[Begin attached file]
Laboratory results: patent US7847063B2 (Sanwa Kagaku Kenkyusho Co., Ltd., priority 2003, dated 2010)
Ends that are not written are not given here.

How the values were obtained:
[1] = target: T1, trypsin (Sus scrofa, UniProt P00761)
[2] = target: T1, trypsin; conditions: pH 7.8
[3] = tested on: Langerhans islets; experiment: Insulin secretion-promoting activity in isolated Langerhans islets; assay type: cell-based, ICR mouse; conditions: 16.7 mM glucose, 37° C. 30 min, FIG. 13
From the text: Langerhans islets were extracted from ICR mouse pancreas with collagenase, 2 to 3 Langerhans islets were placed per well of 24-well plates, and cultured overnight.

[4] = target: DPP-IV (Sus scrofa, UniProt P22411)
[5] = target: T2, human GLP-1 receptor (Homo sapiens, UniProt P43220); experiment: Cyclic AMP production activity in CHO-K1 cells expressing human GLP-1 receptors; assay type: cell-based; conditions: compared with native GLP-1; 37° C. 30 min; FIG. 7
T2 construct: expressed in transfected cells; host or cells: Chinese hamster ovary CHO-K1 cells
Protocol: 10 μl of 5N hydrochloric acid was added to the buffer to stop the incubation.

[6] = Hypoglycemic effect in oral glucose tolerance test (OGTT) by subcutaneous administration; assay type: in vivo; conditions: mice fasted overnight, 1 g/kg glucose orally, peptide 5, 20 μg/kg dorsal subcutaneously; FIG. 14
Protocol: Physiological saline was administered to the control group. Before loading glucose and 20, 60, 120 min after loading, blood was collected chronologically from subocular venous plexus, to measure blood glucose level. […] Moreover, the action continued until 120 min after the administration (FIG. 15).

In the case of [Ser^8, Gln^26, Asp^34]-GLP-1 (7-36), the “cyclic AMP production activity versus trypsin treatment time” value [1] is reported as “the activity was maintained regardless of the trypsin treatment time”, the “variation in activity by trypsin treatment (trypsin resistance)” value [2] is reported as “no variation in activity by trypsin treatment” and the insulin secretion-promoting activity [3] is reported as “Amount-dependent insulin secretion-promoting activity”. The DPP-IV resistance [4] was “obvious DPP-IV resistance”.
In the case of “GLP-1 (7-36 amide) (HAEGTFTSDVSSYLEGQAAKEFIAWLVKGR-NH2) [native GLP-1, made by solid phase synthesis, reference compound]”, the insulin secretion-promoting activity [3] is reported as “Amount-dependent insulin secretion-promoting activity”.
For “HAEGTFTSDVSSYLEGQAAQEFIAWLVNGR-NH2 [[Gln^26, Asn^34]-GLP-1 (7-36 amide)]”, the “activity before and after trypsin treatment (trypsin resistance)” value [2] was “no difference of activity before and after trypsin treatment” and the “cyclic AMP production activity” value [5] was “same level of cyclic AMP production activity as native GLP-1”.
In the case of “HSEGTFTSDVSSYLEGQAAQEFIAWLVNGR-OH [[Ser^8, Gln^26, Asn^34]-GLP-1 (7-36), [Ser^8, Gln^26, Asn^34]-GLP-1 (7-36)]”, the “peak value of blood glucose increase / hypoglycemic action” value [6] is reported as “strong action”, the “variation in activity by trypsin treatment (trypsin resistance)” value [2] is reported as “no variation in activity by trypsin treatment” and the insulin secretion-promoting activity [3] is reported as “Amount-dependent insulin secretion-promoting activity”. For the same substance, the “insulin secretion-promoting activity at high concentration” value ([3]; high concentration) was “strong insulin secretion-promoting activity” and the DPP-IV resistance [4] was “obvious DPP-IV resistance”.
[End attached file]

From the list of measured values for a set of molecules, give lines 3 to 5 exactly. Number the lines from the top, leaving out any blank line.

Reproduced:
How the values were obtained:
[1] = target: T1, trypsin (Sus scrofa, UniProt P00761)
[2] = target: T1, trypsin; conditions: pH 7.8